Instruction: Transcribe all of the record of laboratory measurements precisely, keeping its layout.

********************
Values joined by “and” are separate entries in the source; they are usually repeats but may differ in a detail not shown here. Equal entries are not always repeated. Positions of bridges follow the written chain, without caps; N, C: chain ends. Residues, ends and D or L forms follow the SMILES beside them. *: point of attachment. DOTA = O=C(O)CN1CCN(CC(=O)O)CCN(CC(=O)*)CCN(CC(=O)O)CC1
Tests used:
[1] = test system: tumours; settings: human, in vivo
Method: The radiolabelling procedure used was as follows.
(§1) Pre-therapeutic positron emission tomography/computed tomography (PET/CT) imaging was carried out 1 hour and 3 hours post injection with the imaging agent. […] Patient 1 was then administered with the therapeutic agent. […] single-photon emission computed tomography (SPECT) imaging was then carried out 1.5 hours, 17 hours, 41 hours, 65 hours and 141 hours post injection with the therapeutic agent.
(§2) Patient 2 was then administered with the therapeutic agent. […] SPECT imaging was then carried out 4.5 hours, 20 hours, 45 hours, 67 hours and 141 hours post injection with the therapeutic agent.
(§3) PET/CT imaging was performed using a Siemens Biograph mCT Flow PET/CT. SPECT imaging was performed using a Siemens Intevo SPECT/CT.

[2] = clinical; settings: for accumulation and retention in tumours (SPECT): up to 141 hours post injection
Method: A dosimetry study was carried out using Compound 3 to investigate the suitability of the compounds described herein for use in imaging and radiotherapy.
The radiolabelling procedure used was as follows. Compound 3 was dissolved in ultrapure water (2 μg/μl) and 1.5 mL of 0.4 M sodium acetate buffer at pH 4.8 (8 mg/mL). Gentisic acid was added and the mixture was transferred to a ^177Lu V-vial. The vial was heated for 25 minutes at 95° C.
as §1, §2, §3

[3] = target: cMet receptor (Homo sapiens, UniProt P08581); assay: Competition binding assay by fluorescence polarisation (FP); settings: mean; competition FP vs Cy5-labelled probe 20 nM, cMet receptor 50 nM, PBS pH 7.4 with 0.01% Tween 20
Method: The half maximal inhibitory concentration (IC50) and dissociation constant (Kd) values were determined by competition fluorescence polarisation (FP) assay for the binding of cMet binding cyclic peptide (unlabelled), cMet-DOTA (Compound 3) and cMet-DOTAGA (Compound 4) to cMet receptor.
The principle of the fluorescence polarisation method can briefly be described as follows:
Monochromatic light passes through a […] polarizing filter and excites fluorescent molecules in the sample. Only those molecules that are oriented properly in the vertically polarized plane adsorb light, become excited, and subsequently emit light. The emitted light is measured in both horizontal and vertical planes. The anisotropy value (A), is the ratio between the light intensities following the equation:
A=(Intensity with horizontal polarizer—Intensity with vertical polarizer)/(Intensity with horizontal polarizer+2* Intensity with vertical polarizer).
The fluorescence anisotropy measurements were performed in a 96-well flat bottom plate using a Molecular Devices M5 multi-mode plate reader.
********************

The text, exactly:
Values joined by “and” are separate entries in the source; they are usually repeats but may differ in a detail not shown here. Equal entries are not always repeated. Positions of bridges follow the written chain, without caps; N, C: chain ends. Residues, ends and D or L forms follow the SMILES beside them. *: point of attachment. DOTA = O=C(O)CN1CCN(CC(=O)O)CCN(CC(=O)*)CCN(CC(=O)O)CC1
Tests used:
[1] = test system: tumours; settings: human, in vivo
Method: The radiolabelling procedure used was as follows.
(§1) Pre-therapeutic positron emission tomography/computed tomography (PET/CT) imaging was carried out 1 hour and 3 hours post injection with the imaging agent. […] Patient 1 was then administered with the therapeutic agent. […] single-photon emission computed tomography (SPECT) imaging was then carried out 1.5 hours, 17 hours, 41 hours, 65 hours and 141 hours post injection with the therapeutic agent.
(§2) Patient 2 was then administered with the therapeutic agent. […] SPECT imaging was then carried out 4.5 hours, 20 hours, 45 hours, 67 hours and 141 hours post injection with the therapeutic agent.
(§3) PET/CT imaging was performed using a Siemens Biograph mCT Flow PET/CT. SPECT imaging was performed using a Siemens Intevo SPECT/CT.

[2] = clinical; settings: for accumulation and retention in tumours (SPECT): up to 141 hours post injection
Method: A dosimetry study was carried out using Compound 3 to investigate the suitability of the compounds described herein for use in imaging and radiotherapy.
The radiolabelling procedure used was as follows. Compound 3 was dissolved in ultrapure water (2 μg/μl) and 1.5 mL of 0.4 M sodium acetate buffer at pH 4.8 (8 mg/mL). Gentisic acid was added and the mixture was transferred to a ^177Lu V-vial. The vial was heated for 25 minutes at 95° C.
as §1, §2, §3

[3] = target: cMet receptor (Homo sapiens, UniProt P08581); assay: Competition binding assay by fluorescence polarisation (FP); settings: mean; competition FP vs Cy5-labelled probe 20 nM, cMet receptor 50 nM, PBS pH 7.4 with 0.01% Tween 20
Method: The half maximal inhibitory concentration (IC50) and dissociation constant (Kd) values were determined by competition fluorescence polarisation (FP) assay for the binding of cMet binding cyclic peptide (unlabelled), cMet-DOTA (Compound 3) and cMet-DOTAGA (Compound 4) to cMet receptor.
The principle of the fluorescence polarisation method can briefly be described as follows:
Monochromatic light passes through a […] polarizing filter and excites fluorescent molecules in the sample. Only those molecules that are oriented properly in the vertically polarized plane adsorb light, become excited, and subsequently emit light. The emitted light is measured in both horizontal and vertical planes. The anisotropy value (A), is the ratio between the light intensities following the equation:
A=(Intensity with horizontal polarizer—Intensity with vertical polarizer)/(Intensity with horizontal polarizer+2* Intensity with vertical polarizer).
The fluorescence anisotropy measurements were performed in a 96-well flat bottom plate using a Molecular Devices M5 multi-mode plate reader.